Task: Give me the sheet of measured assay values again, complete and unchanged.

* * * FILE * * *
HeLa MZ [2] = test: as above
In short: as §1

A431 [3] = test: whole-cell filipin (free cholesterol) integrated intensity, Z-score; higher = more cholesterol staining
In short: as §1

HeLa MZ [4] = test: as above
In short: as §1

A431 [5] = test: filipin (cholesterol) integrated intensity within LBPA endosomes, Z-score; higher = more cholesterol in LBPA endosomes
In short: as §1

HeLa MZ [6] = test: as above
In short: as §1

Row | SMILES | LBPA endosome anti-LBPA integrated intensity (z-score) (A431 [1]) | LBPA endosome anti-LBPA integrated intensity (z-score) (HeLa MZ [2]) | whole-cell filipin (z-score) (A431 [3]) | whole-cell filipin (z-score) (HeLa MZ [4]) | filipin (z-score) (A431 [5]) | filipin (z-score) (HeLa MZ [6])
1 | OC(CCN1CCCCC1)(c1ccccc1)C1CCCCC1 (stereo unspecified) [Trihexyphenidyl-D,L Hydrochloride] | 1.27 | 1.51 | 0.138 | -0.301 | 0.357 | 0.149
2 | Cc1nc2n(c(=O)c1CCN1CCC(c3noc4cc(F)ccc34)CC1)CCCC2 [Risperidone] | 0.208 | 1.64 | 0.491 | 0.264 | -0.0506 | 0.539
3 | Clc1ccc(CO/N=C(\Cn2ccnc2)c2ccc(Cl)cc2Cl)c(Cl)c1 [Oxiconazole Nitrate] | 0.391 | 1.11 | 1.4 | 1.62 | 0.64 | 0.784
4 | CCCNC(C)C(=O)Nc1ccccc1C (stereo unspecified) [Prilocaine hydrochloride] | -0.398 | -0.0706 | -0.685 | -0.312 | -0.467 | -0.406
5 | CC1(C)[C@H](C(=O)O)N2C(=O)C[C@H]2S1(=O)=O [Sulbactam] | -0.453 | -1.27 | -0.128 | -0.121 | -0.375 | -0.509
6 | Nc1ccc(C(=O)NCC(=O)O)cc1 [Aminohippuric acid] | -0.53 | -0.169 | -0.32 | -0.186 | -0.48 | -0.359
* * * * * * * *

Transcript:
HeLa MZ [2] = test: as above
In short: as §1

A431 [3] = test: whole-cell filipin (free cholesterol) integrated intensity, Z-score; higher = more cholesterol staining
In short: as §1

HeLa MZ [4] = test: as above
In short: as §1

A431 [5] = test: filipin (cholesterol) integrated intensity within LBPA endosomes, Z-score; higher = more cholesterol in LBPA endosomes
In short: as §1

HeLa MZ [6] = test: as above
In short: as §1

Row | SMILES | LBPA endosome anti-LBPA integrated intensity (z-score) (A431 [1]) | LBPA endosome anti-LBPA integrated intensity (z-score) (HeLa MZ [2]) | whole-cell filipin (z-score) (A431 [3]) | whole-cell filipin (z-score) (HeLa MZ [4]) | filipin (z-score) (A431 [5]) | filipin (z-score) (HeLa MZ [6])
1 | OC(CCN1CCCCC1)(c1ccccc1)C1CCCCC1 (stereo unspecified) [Trihexyphenidyl-D,L Hydrochloride] | 1.27 | 1.51 | 0.138 | -0.301 | 0.357 | 0.149
2 | Cc1nc2n(c(=O)c1CCN1CCC(c3noc4cc(F)ccc34)CC1)CCCC2 [Risperidone] | 0.208 | 1.64 | 0.491 | 0.264 | -0.0506 | 0.539
3 | Clc1ccc(CO/N=C(\Cn2ccnc2)c2ccc(Cl)cc2Cl)c(Cl)c1 [Oxiconazole Nitrate] | 0.391 | 1.11 | 1.4 | 1.62 | 0.64 | 0.784
4 | CCCNC(C)C(=O)Nc1ccccc1C (stereo unspecified) [Prilocaine hydrochloride] | -0.398 | -0.0706 | -0.685 | -0.312 | -0.467 | -0.406
5 | CC1(C)[C@H](C(=O)O)N2C(=O)C[C@H]2S1(=O)=O [Sulbactam] | -0.453 | -1.27 | -0.128 | -0.121 | -0.375 | -0.509
6 | Nc1ccc(C(=O)NCC(=O)O)cc1 [Aminohippuric acid] | -0.53 | -0.169 | -0.32 | -0.186 | -0.48 | -0.359